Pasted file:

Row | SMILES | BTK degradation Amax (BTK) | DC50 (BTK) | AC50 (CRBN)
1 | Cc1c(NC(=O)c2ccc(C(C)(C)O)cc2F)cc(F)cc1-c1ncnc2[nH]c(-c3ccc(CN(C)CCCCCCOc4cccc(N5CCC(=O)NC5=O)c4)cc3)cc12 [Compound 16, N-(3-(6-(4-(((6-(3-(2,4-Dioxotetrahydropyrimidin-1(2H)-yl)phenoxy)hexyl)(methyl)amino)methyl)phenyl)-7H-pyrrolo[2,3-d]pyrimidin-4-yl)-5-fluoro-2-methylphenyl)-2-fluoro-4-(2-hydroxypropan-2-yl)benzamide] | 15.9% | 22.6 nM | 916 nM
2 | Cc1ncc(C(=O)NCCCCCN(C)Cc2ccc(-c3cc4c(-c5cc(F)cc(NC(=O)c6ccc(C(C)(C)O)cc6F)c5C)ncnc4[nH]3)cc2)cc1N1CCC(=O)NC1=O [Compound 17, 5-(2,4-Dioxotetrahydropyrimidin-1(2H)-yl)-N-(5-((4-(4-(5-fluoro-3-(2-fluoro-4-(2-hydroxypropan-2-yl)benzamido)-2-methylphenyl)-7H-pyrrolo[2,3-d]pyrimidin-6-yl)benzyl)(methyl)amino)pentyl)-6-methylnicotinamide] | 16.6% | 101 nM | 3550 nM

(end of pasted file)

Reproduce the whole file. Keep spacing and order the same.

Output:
Row | SMILES | BTK degradation Amax (BTK) | DC50 (BTK) | AC50 (CRBN)
1 | Cc1c(NC(=O)c2ccc(C(C)(C)O)cc2F)cc(F)cc1-c1ncnc2[nH]c(-c3ccc(CN(C)CCCCCCOc4cccc(N5CCC(=O)NC5=O)c4)cc3)cc12 [Compound 16, N-(3-(6-(4-(((6-(3-(2,4-Dioxotetrahydropyrimidin-1(2H)-yl)phenoxy)hexyl)(methyl)amino)methyl)phenyl)-7H-pyrrolo[2,3-d]pyrimidin-4-yl)-5-fluoro-2-methylphenyl)-2-fluoro-4-(2-hydroxypropan-2-yl)benzamide] | 15.9% | 22.6 nM | 916 nM
2 | Cc1ncc(C(=O)NCCCCCN(C)Cc2ccc(-c3cc4c(-c5cc(F)cc(NC(=O)c6ccc(C(C)(C)O)cc6F)c5C)ncnc4[nH]3)cc2)cc1N1CCC(=O)NC1=O [Compound 17, 5-(2,4-Dioxotetrahydropyrimidin-1(2H)-yl)-N-(5-((4-(4-(5-fluoro-3-(2-fluoro-4-(2-hydroxypropan-2-yl)benzamido)-2-methylphenyl)-7H-pyrrolo[2,3-d]pyrimidin-6-yl)benzyl)(methyl)amino)pentyl)-6-methylnicotinamide] | 16.6% | 101 nM | 3550 nM